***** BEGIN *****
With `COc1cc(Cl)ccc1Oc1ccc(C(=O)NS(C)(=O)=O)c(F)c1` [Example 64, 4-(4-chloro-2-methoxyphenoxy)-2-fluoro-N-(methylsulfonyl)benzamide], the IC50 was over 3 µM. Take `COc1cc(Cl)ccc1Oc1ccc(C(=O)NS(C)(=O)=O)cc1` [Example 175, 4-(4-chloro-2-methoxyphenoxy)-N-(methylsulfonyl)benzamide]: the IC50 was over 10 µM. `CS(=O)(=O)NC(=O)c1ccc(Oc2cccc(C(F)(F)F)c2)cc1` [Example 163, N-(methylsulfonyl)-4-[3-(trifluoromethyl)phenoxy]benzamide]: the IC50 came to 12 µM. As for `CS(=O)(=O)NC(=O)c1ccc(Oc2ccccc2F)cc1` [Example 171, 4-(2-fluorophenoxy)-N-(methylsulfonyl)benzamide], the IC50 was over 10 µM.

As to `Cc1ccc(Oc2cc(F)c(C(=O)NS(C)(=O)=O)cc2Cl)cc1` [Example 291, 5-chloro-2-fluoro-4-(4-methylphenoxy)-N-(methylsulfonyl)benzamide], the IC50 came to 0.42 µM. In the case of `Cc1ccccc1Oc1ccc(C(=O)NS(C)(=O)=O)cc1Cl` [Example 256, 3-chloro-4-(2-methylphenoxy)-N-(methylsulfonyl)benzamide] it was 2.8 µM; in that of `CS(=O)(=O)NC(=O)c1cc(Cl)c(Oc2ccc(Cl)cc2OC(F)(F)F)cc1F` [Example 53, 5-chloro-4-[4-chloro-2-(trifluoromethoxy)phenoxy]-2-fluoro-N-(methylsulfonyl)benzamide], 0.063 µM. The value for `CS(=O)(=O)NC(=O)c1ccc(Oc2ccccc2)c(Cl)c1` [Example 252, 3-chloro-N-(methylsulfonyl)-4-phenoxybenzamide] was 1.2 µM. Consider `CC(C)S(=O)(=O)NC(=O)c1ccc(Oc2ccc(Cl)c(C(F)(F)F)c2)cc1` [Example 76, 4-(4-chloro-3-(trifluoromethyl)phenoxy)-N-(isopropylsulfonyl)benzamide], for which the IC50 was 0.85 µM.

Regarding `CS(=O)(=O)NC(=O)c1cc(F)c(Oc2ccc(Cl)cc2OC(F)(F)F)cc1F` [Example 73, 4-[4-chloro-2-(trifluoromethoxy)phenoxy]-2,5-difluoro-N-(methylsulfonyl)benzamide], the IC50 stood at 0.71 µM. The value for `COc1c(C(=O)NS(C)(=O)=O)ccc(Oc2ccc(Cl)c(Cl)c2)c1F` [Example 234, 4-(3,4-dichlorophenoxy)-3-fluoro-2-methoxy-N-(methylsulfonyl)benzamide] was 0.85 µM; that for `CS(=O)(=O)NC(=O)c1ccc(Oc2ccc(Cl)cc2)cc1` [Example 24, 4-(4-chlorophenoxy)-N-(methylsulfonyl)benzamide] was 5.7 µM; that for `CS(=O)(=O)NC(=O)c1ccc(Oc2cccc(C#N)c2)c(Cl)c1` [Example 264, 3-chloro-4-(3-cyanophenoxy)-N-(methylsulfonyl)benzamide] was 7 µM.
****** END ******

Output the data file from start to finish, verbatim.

With `COc1cc(Cl)ccc1Oc1ccc(C(=O)NS(C)(=O)=O)c(F)c1` [Example 64, 4-(4-chloro-2-methoxyphenoxy)-2-fluoro-N-(methylsulfonyl)benzamide], the IC50 was over 3 µM. Take `COc1cc(Cl)ccc1Oc1ccc(C(=O)NS(C)(=O)=O)cc1` [Example 175, 4-(4-chloro-2-methoxyphenoxy)-N-(methylsulfonyl)benzamide]: the IC50 was over 10 µM. `CS(=O)(=O)NC(=O)c1ccc(Oc2cccc(C(F)(F)F)c2)cc1` [Example 163, N-(methylsulfonyl)-4-[3-(trifluoromethyl)phenoxy]benzamide]: the IC50 came to 12 µM. As for `CS(=O)(=O)NC(=O)c1ccc(Oc2ccccc2F)cc1` [Example 171, 4-(2-fluorophenoxy)-N-(methylsulfonyl)benzamide], the IC50 was over 10 µM.

As to `Cc1ccc(Oc2cc(F)c(C(=O)NS(C)(=O)=O)cc2Cl)cc1` [Example 291, 5-chloro-2-fluoro-4-(4-methylphenoxy)-N-(methylsulfonyl)benzamide], the IC50 came to 0.42 µM. In the case of `Cc1ccccc1Oc1ccc(C(=O)NS(C)(=O)=O)cc1Cl` [Example 256, 3-chloro-4-(2-methylphenoxy)-N-(methylsulfonyl)benzamide] it was 2.8 µM; in that of `CS(=O)(=O)NC(=O)c1cc(Cl)c(Oc2ccc(Cl)cc2OC(F)(F)F)cc1F` [Example 53, 5-chloro-4-[4-chloro-2-(trifluoromethoxy)phenoxy]-2-fluoro-N-(methylsulfonyl)benzamide], 0.063 µM. The value for `CS(=O)(=O)NC(=O)c1ccc(Oc2ccccc2)c(Cl)c1` [Example 252, 3-chloro-N-(methylsulfonyl)-4-phenoxybenzamide] was 1.2 µM. Consider `CC(C)S(=O)(=O)NC(=O)c1ccc(Oc2ccc(Cl)c(C(F)(F)F)c2)cc1` [Example 76, 4-(4-chloro-3-(trifluoromethyl)phenoxy)-N-(isopropylsulfonyl)benzamide], for which the IC50 was 0.85 µM.

Regarding `CS(=O)(=O)NC(=O)c1cc(F)c(Oc2ccc(Cl)cc2OC(F)(F)F)cc1F` [Example 73, 4-[4-chloro-2-(trifluoromethoxy)phenoxy]-2,5-difluoro-N-(methylsulfonyl)benzamide], the IC50 stood at 0.71 µM. The value for `COc1c(C(=O)NS(C)(=O)=O)ccc(Oc2ccc(Cl)c(Cl)c2)c1F` [Example 234, 4-(3,4-dichlorophenoxy)-3-fluoro-2-methoxy-N-(methylsulfonyl)benzamide] was 0.85 µM; that for `CS(=O)(=O)NC(=O)c1ccc(Oc2ccc(Cl)cc2)cc1` [Example 24, 4-(4-chlorophenoxy)-N-(methylsulfonyl)benzamide] was 5.7 µM; that for `CS(=O)(=O)NC(=O)c1ccc(Oc2cccc(C#N)c2)c(Cl)c1` [Example 264, 3-chloro-4-(3-cyanophenoxy)-N-(methylsulfonyl)benzamide] was 7 µM.